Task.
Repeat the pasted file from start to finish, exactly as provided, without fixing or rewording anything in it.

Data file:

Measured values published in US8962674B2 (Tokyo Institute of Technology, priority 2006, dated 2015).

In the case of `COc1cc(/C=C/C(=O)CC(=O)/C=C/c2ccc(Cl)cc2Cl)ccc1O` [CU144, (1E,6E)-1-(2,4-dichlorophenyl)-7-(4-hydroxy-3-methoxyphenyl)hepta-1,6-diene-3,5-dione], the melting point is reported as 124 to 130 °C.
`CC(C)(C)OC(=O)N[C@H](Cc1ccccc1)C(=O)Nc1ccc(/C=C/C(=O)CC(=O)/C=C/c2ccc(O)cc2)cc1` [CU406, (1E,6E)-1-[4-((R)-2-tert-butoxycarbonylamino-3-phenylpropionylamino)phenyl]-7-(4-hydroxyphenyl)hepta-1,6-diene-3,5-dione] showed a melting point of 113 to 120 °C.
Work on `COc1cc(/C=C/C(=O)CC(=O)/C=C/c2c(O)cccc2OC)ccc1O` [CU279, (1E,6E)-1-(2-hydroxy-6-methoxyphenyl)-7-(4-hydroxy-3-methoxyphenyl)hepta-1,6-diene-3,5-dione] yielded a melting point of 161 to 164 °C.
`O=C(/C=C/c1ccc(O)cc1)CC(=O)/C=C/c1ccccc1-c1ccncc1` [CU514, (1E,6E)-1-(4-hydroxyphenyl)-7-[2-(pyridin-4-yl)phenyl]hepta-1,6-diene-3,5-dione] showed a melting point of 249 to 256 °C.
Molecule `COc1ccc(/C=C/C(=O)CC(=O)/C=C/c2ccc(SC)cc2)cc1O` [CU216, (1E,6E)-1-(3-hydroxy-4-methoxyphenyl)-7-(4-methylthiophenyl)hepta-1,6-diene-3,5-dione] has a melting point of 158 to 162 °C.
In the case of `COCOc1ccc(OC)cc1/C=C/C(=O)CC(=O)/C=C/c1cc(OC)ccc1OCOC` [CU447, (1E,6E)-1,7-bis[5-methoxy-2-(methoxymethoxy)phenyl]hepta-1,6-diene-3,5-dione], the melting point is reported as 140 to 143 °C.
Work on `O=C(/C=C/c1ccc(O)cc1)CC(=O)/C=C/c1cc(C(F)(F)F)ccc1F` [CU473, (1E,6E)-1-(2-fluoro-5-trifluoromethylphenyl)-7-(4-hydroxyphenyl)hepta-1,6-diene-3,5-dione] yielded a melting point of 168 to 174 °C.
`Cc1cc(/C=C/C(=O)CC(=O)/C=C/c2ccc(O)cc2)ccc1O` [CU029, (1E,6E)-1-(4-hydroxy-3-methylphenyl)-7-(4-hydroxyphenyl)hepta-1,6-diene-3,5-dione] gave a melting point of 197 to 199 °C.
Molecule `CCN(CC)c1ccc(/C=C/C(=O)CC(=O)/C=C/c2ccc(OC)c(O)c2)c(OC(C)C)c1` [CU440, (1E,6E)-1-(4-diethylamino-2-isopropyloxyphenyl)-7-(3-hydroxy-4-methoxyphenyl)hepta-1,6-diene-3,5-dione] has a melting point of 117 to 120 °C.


Measured values published in US8962674B2 (Tokyo Institute of Technology, priority 2006, dated 2015).

In the case of `COc1cc(/C=C/C(=O)CC(=O)/C=C/c2ccc(Cl)cc2Cl)ccc1O` [CU144, (1E,6E)-1-(2,4-dichlorophenyl)-7-(4-hydroxy-3-methoxyphenyl)hepta-1,6-diene-3,5-dione], the melting point is reported as 124 to 130 °C.
`CC(C)(C)OC(=O)N[C@H](Cc1ccccc1)C(=O)Nc1ccc(/C=C/C(=O)CC(=O)/C=C/c2ccc(O)cc2)cc1` [CU406, (1E,6E)-1-[4-((R)-2-tert-butoxycarbonylamino-3-phenylpropionylamino)phenyl]-7-(4-hydroxyphenyl)hepta-1,6-diene-3,5-dione] showed a melting point of 113 to 120 °C.
Work on `COc1cc(/C=C/C(=O)CC(=O)/C=C/c2c(O)cccc2OC)ccc1O` [CU279, (1E,6E)-1-(2-hydroxy-6-methoxyphenyl)-7-(4-hydroxy-3-methoxyphenyl)hepta-1,6-diene-3,5-dione] yielded a melting point of 161 to 164 °C.
`O=C(/C=C/c1ccc(O)cc1)CC(=O)/C=C/c1ccccc1-c1ccncc1` [CU514, (1E,6E)-1-(4-hydroxyphenyl)-7-[2-(pyridin-4-yl)phenyl]hepta-1,6-diene-3,5-dione] showed a melting point of 249 to 256 °C.
Molecule `COc1ccc(/C=C/C(=O)CC(=O)/C=C/c2ccc(SC)cc2)cc1O` [CU216, (1E,6E)-1-(3-hydroxy-4-methoxyphenyl)-7-(4-methylthiophenyl)hepta-1,6-diene-3,5-dione] has a melting point of 158 to 162 °C.
In the case of `COCOc1ccc(OC)cc1/C=C/C(=O)CC(=O)/C=C/c1cc(OC)ccc1OCOC` [CU447, (1E,6E)-1,7-bis[5-methoxy-2-(methoxymethoxy)phenyl]hepta-1,6-diene-3,5-dione], the melting point is reported as 140 to 143 °C.
Work on `O=C(/C=C/c1ccc(O)cc1)CC(=O)/C=C/c1cc(C(F)(F)F)ccc1F` [CU473, (1E,6E)-1-(2-fluoro-5-trifluoromethylphenyl)-7-(4-hydroxyphenyl)hepta-1,6-diene-3,5-dione] yielded a melting point of 168 to 174 °C.
`Cc1cc(/C=C/C(=O)CC(=O)/C=C/c2ccc(O)cc2)ccc1O` [CU029, (1E,6E)-1-(4-hydroxy-3-methylphenyl)-7-(4-hydroxyphenyl)hepta-1,6-diene-3,5-dione] gave a melting point of 197 to 199 °C.
Molecule `CCN(CC)c1ccc(/C=C/C(=O)CC(=O)/C=C/c2ccc(OC)c(O)c2)c(OC(C)C)c1` [CU440, (1E,6E)-1-(4-diethylamino-2-isopropyloxyphenyl)-7-(3-hydroxy-4-methoxyphenyl)hepta-1,6-diene-3,5-dione] has a melting point of 117 to 120 °C.